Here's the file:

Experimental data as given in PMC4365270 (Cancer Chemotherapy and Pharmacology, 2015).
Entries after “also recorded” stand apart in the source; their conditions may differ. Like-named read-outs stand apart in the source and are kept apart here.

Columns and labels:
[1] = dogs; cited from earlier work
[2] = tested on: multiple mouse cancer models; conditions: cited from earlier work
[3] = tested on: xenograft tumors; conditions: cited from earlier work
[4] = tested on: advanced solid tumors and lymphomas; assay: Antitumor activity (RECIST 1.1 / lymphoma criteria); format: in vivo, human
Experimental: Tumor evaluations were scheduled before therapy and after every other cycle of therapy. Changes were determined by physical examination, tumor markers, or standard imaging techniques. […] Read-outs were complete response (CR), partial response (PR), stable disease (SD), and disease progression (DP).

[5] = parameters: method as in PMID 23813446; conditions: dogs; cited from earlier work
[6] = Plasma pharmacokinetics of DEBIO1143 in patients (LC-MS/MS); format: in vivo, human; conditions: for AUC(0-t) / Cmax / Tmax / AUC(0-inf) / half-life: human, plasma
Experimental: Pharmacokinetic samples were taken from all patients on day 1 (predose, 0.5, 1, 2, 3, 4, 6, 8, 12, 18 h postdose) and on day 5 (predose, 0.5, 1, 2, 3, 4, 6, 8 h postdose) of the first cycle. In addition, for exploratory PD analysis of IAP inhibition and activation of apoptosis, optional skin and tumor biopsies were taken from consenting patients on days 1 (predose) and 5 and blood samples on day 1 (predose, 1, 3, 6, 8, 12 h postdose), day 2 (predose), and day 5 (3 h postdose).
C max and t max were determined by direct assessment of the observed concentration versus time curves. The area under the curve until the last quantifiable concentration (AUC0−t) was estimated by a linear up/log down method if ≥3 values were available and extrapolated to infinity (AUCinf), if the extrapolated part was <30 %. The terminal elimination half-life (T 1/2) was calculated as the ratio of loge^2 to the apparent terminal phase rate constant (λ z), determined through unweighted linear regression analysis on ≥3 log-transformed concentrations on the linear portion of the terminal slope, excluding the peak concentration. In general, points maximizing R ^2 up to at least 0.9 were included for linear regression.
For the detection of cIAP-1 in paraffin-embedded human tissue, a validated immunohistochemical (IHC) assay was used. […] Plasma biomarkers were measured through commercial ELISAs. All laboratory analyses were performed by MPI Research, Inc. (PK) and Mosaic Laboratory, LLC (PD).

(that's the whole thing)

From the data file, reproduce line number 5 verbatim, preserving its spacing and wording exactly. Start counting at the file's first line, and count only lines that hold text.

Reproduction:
[2] = tested on: multiple mouse cancer models; conditions: cited from earlier work